Countering the Critical Reception
Despite the common critiques, both the emotional plotline and the naturalist characters and aesthetics work together to support delle Grazie’s intervention to reshape the way that her society defined and condemned women. The Wiener Salonblatt described Mutter as “das Beste, weil tiefste von den vier kleinen Dramen” (“the best and deepest of the four little dramas”) because of the way “delle Grazie tief hineinleuchten will in die innersten und geheimsten Winkel der Weibseele und in der tat gelingt es ihr ganz prächtig” (“delle Grazie wants to shine a deep light into the inner and most secret corners of the woman’s soul and in fact she succeeded quite splendidly”) (Liebenwein 16). This one line from the Salonblatt’s review connects to the realities of women’s lives that delle Grazie tried to capture in this play. As naturalism wants audience members to observe the inner pieces of human nature (Esslin 69), this review suggests the only failure of the play was the audience’s inability to believe that the reality represented in front of them was true.
Though Hausfrau magazines portrayed a perfect ideology of family life, women’s naturalist dramas give space to the messy, imperfect, everyday living of Germanic women. Because theatre was seen as a masculine art form, delle Grazie’s dramatization of this story gave it a different place in public culture than if it were in a novel. The play’s critique of domestic practices as symptoms of national ideologies gives public significance to what had previously been considered only women’s problems. Thus, attending to women’s drama reveals important truths about the problems developing in the national culture that audiences preferred not to see. Mutter confronted audience members with the exploitative structure of Germanic patriarchy at home and abroad—a critique clearly not as easily ignored from the stage as from a novel. As seen by the majority of the published critiques on Mutter, audience members reacted strongly and negatively to this critical confrontation.
Leaving playwrights like delle Grazie outside of the German canon speaks first to the ways in which women’s works and women’s lives are still not considered interesting enough for audience or academic attention. However, these plays, like Mutter, do belong in canonic discourse because they reveal the problems in two of the most basic structures of Germanic society—the home and the nuclear family—both of which are fundamental building blocks for national culture and ideologies. Delle Grazie’s perspective doesn’t allow her to rationalize a happy ending for her characters but, rather, emphasizes the inescapable system of exploitation trapping her and other women within Austrian society. In delle Grazie’s critique of the economics of womanhood, the home becomes a microcosm of local and global economic practices of exploitation.
Furthermore, the lack of attention to stories that highlight women’s lives and experiences not only ignores a large portion of the Austrian population’s experience, it also fails to recognize the ways in which both white Germanic men and women upheld the exploitation of the colonial order. Examining domesticity and domestic spaces engages the most intimate parts of these families’ lives and allows scholars to recognize the multiple layers of oppression, extraction, and exploitation within Germanic life. Attending to “low-brow ladies literature” allows the canon to address the implicit gender bias of history and historians, and gives credibility to the struggles, concerns and critiques of women.
 Mutter opened for Die Stillen Stuben by Sven Lange on 15 May 1903.
 Of her eight published plays, at least five had productions in Vienna, with others in Salzburg, Berlin and Leipzig.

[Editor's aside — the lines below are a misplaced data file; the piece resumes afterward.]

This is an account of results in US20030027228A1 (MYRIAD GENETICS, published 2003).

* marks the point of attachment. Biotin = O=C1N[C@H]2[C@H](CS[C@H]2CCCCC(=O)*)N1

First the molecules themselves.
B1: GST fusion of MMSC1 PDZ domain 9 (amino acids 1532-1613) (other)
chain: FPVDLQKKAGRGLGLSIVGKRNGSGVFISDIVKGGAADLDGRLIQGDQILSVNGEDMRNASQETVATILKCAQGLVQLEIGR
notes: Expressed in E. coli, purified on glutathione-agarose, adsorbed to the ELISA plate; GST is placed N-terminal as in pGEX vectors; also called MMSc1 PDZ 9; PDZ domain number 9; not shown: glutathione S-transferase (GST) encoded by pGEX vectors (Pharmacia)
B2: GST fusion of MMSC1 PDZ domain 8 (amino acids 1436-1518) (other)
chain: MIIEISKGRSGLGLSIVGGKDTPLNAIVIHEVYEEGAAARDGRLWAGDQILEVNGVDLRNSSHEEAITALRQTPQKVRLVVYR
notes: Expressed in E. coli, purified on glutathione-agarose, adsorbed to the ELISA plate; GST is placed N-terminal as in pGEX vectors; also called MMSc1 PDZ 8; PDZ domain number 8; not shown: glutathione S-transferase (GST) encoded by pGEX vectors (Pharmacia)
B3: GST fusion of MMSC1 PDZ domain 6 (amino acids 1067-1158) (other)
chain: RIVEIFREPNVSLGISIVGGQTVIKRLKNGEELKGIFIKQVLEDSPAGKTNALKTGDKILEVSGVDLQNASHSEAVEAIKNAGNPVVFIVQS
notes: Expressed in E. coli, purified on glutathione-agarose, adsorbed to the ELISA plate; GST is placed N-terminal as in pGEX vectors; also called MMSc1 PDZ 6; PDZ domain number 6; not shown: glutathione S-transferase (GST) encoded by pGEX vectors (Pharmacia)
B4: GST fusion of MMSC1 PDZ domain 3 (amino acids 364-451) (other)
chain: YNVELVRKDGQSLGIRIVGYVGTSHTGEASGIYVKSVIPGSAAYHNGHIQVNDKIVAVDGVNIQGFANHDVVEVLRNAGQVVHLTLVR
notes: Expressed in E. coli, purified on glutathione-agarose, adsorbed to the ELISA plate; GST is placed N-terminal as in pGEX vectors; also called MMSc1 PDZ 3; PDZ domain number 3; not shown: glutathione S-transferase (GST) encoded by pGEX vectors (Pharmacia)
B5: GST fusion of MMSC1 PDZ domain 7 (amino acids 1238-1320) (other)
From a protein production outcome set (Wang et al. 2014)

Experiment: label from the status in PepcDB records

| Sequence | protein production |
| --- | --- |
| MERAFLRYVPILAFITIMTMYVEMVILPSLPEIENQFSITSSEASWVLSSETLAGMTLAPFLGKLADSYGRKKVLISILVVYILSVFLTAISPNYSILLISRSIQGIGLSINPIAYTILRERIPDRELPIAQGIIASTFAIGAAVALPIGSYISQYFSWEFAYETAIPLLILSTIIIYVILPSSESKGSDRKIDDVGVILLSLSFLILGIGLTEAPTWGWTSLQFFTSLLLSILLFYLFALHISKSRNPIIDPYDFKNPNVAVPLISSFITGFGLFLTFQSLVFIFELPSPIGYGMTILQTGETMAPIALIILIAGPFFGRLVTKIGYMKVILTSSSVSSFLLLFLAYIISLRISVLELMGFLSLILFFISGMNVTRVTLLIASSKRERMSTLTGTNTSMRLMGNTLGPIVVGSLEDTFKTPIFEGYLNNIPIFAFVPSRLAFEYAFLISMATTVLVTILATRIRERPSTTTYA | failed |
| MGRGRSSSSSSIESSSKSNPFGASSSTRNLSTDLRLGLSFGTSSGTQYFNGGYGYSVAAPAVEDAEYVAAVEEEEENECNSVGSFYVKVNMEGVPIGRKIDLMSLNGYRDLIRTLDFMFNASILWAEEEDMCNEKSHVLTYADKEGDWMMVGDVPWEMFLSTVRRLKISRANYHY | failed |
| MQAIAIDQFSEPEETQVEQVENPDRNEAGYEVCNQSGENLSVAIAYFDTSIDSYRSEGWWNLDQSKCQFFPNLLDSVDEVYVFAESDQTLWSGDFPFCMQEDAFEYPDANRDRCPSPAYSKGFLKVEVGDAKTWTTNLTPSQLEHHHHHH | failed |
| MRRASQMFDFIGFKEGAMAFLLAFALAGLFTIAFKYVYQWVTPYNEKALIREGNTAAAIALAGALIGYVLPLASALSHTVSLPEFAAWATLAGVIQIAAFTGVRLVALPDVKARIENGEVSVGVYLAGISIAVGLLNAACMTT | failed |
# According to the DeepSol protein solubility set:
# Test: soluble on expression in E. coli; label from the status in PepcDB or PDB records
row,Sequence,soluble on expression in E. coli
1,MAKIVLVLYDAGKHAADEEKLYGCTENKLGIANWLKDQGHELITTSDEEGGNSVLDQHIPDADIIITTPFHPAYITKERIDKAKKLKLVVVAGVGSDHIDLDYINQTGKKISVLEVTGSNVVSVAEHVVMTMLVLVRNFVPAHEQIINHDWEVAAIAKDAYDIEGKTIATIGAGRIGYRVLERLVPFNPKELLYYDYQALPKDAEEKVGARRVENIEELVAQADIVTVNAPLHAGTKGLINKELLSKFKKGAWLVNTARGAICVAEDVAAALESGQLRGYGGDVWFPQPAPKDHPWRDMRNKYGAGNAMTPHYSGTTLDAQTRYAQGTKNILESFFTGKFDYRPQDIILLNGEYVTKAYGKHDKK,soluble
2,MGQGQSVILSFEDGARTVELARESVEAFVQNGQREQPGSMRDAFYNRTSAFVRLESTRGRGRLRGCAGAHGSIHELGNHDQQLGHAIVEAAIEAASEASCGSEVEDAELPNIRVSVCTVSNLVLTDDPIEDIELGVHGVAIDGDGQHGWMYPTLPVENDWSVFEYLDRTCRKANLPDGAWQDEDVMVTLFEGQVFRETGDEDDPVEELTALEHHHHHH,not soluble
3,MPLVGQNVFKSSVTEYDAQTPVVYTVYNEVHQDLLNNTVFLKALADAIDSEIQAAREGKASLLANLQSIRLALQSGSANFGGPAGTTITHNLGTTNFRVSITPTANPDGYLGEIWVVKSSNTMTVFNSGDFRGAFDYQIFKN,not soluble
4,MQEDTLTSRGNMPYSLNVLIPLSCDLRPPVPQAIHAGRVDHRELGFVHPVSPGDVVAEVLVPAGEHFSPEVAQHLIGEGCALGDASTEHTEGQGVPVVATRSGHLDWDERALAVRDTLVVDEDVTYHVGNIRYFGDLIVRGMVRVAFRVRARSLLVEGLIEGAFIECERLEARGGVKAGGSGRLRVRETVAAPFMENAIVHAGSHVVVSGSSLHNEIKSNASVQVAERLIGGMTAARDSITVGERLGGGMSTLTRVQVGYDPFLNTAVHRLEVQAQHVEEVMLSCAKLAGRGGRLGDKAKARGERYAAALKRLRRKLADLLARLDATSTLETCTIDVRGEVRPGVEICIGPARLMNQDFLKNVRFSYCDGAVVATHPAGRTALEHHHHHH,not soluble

As Susanna Kord explains, the twofold approach to the debate on women at the time was “(1) the increasing definition of women’s intellectual or public activities as contrary to their “nature” and exclusive vocation as wives and mothers, and (2) the idea of the voluntary subjection of woman” (Kord 95).
 Proper domestic life was crucial for middle-class families as white-collar workers like governmental civil servants could be demoted or fired if anything “irregular” (Reagin 60) was discovered in their homes.
 For those women who attempted to break out of this private sphere, philosophers like Otto Weiniger rationalized that successful intellectual or artistic women are partly male and that their success came from this hidden piece of masculinity (64–66). Weiniger even goes so far as to suggest if women’s writings had been published by a man, they wouldn’t be worth reading at all.
 As Sarah Colvin puts it, “[drama] figures, therefore, as a masculine genre, while poetry and the novel have tended to be seen as lower-status and feminine” (Colvin 4).
 Johannes Wiegand, in his 1903 book, argued against women’s ability to properly write dramas because drama requires control, dominance and mastery—masculine characteristics.
 See also Anne Charlotte Leffler Edgren, Amelia Rosselli, Else Bernstein and Clara Viebig to name a few other playwrights. For more info on their works, see Colvin (2003), Kord (1992) and Kelly (1996).
 German transcriptions of the director’s book are courtesy of Annelen Karge.
 Rural servants were paid and treated poorly—to continue the pursuit of thrift and to maintain the Hausfrau’s hierarchal position over the maid despite their laboring together (Meyer 44).
 See Wildenthal’s work on women in the colonial project (2001) and Reagin (2001).
Benjamin, Walter. The Arcades Project. Belknap Press, 1999.
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*Greta Gebhard is a PhD candidate at the University of Minnesota (UMN). She holds a BA in Theatre Arts and a BS in German Studies from Brigham Young University, and a MA in Theatre Arts from UMN. Greta’s primary research looks at the cult of domesticity in Germany and Austria during the nineteenth century and how those practices are represented by female German playwrights of that time period. She is especially interested in staging practices surrounding gender roles, antisemitism, and colonial rhetoric. Other interests include feminist knowledge production, women’s theatrical history and forms of surveillance.
Copyright © 2023 Greta Gebhard